Monday, August 11, 2008

Giada Cooks From Sardinia

Everyday Italian with Giada De Laurentiis

Flavors of Sardinia
Ricotta with Vanilla-Sugar Croutons and Berries
Prosciutto and Cheese Stuffed Lamb Tenderloin
Fregola with Clams and Mussels

Giada is showing us dishes from Sardinia today. The beauty shots of Sardinia at the beginning are only surpassed by her own radiance, but why is she dressed for opening night at the opera?

She starts with fregola, which I’ve never heard of before. She says it’s like couscous, but toasted. Giada brings 3 cups of chicken stock and 3 cups of boiling water (salted) to the boil and adds a pound of fregola. It takes 8 - 10 minutes to cook.

She starts on the sauce. She adds a little bit of olive oil to a pan with chopped onion and 2 cloves of chopped garlic. (We’ve got major cleavage action here.) She adds a bit of salt and pepper to flavor each layer. Then Giada adds 1 cup of Marsala (way too early, I think) and scrapes the bottom of the pan to get all the browned bits up. I would definitely cook the onion longer. She adds cherry tomatoes.

Giada tells us to keep the shellfish on ice to stay cold. To clean them, she puts the clams and mussels to sit in cold salty water for 30 minutes to get rid of the sand and grit. Then she scrubs the shells. The mussels have a beard that you have to remove.

She also reminds us that the clams and mussels should be tightly closed. If one isn’t, tap it and if it doesn’t close immediately, get rid of it. She adds the clams and mussels to her hot pan. There are 12 of each. She seasons with more salt and pepper. She lets them steam in the wine and tomatoes, covered for 5 to 8 minutes.

Giada scoops out the cooked fregola into a serving dish. What’s going to happen to the water/chicken stock cooking liquid? She uncovers the pot with the clams and mussels. They’ve all opened…very pretty. She lifts them out into a glass bowl.

Giada must have had an unfortunate shellfish experience, because she reminds us again to get rid of any that didn’t open. She pours the stuff left in the pan – the onions, garlic and tomato mixture – on top of the fregola and tosses it quickly. She pours over a bit of extra virgin olive oil and chops and sprinkles on some parsley for garnish. Then she pours all the shellfish on top and sprinkles some more parsley on. “Doesn’t that look like a big ol’ party?” Yup, and I want an invite.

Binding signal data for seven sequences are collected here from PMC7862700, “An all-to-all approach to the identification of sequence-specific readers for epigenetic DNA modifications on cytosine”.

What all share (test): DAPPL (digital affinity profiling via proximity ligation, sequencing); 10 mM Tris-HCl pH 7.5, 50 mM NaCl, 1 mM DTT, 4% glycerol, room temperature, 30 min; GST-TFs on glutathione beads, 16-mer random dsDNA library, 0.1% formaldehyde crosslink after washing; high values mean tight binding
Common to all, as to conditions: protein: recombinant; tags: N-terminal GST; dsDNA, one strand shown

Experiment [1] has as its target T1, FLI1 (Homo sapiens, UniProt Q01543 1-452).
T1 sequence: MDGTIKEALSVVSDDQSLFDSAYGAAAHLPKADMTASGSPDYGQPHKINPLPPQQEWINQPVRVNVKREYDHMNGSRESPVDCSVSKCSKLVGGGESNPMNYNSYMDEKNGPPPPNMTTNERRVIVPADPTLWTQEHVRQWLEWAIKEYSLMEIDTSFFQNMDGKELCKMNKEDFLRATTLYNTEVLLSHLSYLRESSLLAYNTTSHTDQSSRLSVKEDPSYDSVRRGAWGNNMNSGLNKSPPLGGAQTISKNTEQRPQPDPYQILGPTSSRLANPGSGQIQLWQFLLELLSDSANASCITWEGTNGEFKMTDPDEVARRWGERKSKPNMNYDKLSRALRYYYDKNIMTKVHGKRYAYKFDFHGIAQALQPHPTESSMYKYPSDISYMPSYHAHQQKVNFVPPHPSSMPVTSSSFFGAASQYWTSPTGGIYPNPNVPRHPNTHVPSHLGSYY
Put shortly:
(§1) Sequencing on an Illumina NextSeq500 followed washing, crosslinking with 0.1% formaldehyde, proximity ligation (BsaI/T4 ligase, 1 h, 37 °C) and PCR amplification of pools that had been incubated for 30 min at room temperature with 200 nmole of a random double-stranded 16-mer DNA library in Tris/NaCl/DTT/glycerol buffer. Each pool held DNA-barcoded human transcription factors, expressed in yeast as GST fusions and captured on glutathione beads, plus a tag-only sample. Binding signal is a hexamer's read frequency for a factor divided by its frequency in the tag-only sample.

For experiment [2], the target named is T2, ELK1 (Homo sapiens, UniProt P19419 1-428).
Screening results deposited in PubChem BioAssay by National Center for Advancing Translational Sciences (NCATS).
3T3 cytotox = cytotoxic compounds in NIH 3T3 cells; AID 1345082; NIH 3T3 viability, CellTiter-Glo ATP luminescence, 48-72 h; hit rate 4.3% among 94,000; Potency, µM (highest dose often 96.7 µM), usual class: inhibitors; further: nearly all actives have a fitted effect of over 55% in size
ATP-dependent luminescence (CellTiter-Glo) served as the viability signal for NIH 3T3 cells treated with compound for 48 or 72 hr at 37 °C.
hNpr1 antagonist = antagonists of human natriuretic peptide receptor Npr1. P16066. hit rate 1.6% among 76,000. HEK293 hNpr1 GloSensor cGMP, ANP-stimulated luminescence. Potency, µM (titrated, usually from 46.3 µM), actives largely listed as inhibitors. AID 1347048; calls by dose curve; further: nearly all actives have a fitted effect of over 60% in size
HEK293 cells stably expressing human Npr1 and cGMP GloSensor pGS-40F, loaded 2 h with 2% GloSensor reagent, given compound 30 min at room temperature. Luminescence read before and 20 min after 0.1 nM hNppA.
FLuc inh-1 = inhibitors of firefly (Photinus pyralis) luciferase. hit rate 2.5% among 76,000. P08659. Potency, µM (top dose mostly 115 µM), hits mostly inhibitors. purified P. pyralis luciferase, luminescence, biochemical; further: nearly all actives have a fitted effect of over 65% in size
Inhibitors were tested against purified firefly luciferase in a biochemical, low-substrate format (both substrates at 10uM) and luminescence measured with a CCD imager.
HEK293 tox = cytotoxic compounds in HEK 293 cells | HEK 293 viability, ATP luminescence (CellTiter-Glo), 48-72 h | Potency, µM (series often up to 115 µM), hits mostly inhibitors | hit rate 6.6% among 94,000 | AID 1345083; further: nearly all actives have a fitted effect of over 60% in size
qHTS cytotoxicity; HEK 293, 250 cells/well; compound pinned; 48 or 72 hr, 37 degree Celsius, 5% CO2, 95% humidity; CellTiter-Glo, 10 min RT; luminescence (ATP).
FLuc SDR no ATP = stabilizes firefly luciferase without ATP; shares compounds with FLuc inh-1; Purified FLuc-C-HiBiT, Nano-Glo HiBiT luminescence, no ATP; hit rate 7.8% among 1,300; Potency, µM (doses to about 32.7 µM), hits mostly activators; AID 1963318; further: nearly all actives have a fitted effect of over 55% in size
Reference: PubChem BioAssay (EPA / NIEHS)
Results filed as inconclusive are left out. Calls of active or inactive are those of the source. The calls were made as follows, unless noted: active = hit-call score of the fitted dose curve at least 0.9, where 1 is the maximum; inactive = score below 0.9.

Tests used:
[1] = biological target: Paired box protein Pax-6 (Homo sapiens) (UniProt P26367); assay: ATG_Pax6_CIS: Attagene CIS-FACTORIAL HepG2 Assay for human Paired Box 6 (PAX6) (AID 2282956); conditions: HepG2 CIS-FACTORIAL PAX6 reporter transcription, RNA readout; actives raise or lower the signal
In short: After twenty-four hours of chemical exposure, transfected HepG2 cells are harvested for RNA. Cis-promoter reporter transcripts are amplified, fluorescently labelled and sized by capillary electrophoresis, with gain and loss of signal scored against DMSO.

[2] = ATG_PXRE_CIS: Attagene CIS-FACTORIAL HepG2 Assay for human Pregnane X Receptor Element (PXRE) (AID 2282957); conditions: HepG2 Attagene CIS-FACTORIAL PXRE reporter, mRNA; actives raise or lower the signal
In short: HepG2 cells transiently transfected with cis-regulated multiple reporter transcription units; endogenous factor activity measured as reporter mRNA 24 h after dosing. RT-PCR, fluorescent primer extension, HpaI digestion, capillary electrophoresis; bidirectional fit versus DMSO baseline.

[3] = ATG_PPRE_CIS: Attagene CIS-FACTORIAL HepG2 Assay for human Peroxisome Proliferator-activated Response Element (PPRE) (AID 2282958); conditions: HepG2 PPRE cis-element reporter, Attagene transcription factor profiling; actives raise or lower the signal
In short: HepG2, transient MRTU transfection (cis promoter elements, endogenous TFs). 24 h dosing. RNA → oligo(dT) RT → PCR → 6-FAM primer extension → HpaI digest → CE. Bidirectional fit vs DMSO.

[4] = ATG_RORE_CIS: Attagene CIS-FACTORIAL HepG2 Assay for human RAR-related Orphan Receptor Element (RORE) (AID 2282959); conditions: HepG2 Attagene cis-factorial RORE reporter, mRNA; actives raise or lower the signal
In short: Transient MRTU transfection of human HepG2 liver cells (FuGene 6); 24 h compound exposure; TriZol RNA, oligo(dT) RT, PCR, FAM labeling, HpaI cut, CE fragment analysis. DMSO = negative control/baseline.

She tastes. “It’s so juicy and sweet and tender.”

Next up is stuffed lamb tenderloin. Giada starts making packets to stuff into the lamb. She cuts pecorino slices and tells us that there are twice as many sheep as people in Sardinia, so pecorino – a sheep’s milk cheese - is used a lot. She places 2 basil leaves in the center of a slice of prosciutto. She tops that with a slice of pecorino. She folds over the prosciutto to make little packets.

Giada adds olive oil to a pan and heats it on high. She cuts pockets into the side of the tenderloins.

She stuffs each one with her little ham and cheese packets. She ties them up with kitchen twine to ensure she doesn’t lose the packets while browning the meat.

The tenderloins get seasoned with salt and pepper and they go into the hot pan to sear for a couple of minutes on each side until golden brown. They look luscious. She puts them on a greased baking sheet and into a 400°F oven for 10 minutes until medium or medium rare.

Giada starts the sauce. She adds ½ cup of Marsala wine to the hot pan to deglaze all the browned bits. She adds ½ cup chicken broth and boils it down a bit.

She puts on HUGE pink oven mitts and removes the lamb from the oven. The mitts look like fluffy casts that go up to her elbows.


She chops more fresh basil and adds 2 tablespoons of butter to the deglazed pan.